One year later, summer camps return with new adjustments for campers

Days filled with waterfront activities, more duct tape wallets than imaginable, and songs by the bonfire are some of the many memorable aspects of summer camp. But with the COVID-19 pandemic, camps have been forced to shut down or dramatically alter their itineraries, causing the disruption of cherished summers of eager campers and now hesitant parents.

Pioneer junior Bella Weier has also been a camper of several YMCA programs in the past including Camp Burkett and Camp Al-Gon-Quian and is returning this summer to Al-Gon-Quian as a junior staff member. 

For Weier, becoming a counselor after seven years as a camper was an easy decision.

“It’s been one of my dreams to work at AGQ for a very long time. I’ve always looked up to the staff there and wanted to spread the positive influence that they did,” she said. 

Weier applied as a counselor in training (CIT) last year, but due to Covid, she was unable to go. However, in February, she got hired as a junior staff member and is super excited to be working this summer!

Weier stressed how much her summers at camp positively affected her as a person while she was growing up.

“I’ve learned to be forgiving, kind, and that I shouldn’t be afraid of being weird or loud or ‘too much.’ [AGQ] boosted my confidence a lot to be around so many strong women without the outside influence of social media and beauty standards,” said Weier. “It was a place where I could be a kid and do what I was passionate about without being judged. I’ve made so many friends there that I wouldn’t ever have met without camp, and I am eternally grateful for it.”

Pioneer junior  Solomon Bernstein, a long time camper and junior counselor at Camp Raanana Camp Young Judaea Midwest this upcoming summer, also stressed the importance of summer camp for young developing kids.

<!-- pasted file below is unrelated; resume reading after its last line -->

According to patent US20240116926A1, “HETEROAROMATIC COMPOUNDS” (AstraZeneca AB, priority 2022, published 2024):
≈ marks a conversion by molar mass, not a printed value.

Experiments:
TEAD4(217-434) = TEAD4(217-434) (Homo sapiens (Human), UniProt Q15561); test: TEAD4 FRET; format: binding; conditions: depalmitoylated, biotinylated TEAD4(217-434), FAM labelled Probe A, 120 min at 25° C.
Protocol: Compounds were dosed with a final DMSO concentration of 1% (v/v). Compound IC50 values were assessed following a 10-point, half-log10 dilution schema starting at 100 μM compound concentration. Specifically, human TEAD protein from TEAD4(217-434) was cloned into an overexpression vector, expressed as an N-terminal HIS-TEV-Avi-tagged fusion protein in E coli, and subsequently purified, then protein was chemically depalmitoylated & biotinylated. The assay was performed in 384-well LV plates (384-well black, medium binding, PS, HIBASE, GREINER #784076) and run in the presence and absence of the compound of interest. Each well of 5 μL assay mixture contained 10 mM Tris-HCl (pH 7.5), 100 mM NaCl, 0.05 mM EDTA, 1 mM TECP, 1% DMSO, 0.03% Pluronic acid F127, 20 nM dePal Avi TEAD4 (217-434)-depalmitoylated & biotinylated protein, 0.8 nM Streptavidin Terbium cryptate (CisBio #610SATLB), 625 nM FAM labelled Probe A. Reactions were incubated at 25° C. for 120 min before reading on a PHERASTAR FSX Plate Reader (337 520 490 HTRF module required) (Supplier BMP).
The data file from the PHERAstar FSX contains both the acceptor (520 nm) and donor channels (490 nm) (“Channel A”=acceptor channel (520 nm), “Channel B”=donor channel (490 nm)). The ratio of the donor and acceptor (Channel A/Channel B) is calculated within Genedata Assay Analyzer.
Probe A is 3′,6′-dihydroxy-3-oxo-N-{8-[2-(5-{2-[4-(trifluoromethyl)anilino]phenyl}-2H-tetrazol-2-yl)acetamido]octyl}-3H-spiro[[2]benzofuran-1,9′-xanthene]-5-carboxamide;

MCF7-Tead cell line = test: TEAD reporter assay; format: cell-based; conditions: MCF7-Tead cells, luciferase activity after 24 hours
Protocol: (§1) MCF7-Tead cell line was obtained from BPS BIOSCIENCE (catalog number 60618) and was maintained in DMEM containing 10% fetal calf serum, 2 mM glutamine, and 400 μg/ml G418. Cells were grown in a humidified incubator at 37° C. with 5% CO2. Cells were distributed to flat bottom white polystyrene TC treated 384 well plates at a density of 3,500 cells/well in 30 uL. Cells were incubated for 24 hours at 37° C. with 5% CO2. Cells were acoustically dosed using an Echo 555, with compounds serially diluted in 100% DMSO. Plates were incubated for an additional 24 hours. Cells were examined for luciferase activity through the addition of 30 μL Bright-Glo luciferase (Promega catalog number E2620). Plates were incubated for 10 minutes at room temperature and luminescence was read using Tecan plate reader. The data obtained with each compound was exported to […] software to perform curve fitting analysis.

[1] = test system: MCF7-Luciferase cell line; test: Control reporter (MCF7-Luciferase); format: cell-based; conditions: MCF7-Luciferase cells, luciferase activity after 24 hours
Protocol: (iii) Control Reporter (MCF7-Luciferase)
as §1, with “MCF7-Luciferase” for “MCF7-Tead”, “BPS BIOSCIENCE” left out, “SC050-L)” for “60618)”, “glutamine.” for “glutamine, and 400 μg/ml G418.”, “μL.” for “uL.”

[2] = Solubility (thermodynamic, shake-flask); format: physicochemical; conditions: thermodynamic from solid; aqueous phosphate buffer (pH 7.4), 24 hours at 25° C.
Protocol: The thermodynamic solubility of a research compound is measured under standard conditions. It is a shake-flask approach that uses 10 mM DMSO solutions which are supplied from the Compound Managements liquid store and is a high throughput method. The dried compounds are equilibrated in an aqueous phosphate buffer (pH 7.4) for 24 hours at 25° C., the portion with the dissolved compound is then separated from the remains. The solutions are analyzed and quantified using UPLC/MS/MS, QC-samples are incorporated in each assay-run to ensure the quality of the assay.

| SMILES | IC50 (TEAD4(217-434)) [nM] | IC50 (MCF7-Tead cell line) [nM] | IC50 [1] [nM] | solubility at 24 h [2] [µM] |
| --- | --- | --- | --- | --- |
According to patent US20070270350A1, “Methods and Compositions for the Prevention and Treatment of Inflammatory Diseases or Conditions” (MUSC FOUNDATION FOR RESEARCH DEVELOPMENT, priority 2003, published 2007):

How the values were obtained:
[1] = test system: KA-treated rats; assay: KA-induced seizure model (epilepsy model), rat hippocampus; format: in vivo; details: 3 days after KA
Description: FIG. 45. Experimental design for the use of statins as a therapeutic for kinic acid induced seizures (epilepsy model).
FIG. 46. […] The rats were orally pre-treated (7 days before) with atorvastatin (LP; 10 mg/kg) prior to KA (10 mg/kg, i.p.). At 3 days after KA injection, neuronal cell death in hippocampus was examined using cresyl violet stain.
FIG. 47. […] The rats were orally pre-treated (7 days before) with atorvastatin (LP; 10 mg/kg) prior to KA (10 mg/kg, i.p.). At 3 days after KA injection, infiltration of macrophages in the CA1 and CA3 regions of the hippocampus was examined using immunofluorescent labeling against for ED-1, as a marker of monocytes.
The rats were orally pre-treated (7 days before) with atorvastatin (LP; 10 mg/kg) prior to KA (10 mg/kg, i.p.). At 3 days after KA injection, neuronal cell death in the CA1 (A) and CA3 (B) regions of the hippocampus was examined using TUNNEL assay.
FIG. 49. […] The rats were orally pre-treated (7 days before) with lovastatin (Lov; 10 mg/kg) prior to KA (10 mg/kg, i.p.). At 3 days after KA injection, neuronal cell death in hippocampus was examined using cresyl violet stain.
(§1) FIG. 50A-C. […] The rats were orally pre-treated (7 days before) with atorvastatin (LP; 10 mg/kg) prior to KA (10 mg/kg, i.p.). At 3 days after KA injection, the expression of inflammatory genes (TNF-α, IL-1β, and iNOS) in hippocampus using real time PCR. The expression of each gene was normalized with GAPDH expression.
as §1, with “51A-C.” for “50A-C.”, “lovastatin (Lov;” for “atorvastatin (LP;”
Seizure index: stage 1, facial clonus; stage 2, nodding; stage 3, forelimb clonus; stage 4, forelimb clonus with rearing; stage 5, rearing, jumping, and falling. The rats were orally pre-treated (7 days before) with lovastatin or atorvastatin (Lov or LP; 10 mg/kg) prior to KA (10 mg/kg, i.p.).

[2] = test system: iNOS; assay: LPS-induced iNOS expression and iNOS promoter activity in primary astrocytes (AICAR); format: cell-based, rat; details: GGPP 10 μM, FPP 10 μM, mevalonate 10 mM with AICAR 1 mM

“As a counselor, I can tell that camp has a huge impact on young campers who would miss their friends during the summer. They have the opportunity to make friends, be themselves, and relax in a way that’s impossible during school,” he said. “Anything is better than staying home and not talking to friends and socialization is extremely important.”

With vaccines not approved yet for those under the age of 16, camp may seem like a dangerous breeding ground for germs and transmitting infections with too much physical contact. With these concerns in mind, many parents have chosen to opt their kids out of the few camps that remained open last summer.

However, as the pandemic is dragging on through a second summer, many camps are finding ways to safely reopen and limit exposure to COVID-19 while keeping the magic of camp alive. 

With a successful camp season last year, Bernstein expects Raanana to have similar safety protocols in place this upcoming summer. A few of the measures he mentioned that they had implemented last year included mandatory hand washing after every activity, masks at all times, no hugging allowed, and all necessary physical touch like sunscreen application had to be done with gloves. 

Since Camp Al-Gon-Quian is a sleep-away camp, procedures are a little different. Weier said that, “Camp AGQ is expected to have several covid safety precautions and health screenings in place, along with vaccines being very highly encouraged among staff and campers. In advance of camp sessions, campers and staff will likely be required to quarantine and test negative for COVID.”

And as far as the day to day structure of camp, she said that, “Activities will be held in smaller groups, and will be held outside if possible. Cabins will be grouped together into cohorts for activities to reduce the exposure to illness. And meals will be eaten outside whenever possible, with masks being required during most activities.”

With all these safety precautions in mind along with dedicated and compassionate staff, Weier and Bernstein say that camp remains a viable option for students of all ages to engage in social activities during the summer.

“I highly recommend that every kid try going to a sleep-away camp at least once, when they feel safe doing so,” Weier said. “You will make the best memories of your life, and even though it can be a scary thing at first because you’re living with strangers, after a while, those strangers become practically family.”